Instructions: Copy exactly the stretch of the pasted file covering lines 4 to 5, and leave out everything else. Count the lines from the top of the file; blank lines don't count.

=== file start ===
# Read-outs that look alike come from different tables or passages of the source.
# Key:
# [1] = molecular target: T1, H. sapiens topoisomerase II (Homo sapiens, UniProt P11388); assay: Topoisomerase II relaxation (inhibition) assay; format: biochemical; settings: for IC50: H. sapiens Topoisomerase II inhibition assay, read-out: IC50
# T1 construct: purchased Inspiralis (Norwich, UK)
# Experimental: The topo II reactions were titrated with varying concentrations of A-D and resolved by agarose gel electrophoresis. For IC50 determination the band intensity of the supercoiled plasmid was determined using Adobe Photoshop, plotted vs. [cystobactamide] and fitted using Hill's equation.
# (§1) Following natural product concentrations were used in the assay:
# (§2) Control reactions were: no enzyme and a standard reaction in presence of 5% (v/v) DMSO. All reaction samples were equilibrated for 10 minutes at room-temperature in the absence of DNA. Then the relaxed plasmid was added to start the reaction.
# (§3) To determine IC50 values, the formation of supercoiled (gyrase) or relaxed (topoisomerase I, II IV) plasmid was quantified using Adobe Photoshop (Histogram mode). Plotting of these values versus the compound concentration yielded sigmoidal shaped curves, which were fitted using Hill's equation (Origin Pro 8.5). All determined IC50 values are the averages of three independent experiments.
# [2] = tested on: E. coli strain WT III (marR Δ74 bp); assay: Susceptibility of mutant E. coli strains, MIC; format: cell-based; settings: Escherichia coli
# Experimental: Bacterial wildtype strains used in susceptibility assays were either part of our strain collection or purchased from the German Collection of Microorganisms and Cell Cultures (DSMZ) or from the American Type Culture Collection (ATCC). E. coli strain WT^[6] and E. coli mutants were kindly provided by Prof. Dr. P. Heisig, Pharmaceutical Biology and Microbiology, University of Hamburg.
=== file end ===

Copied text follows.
# T1 construct: purchased Inspiralis (Norwich, UK)
# Experimental: The topo II reactions were titrated with varying concentrations of A-D and resolved by agarose gel electrophoresis. For IC50 determination the band intensity of the supercoiled plasmid was determined using Adobe Photoshop, plotted vs. [cystobactamide] and fitted using Hill's equation.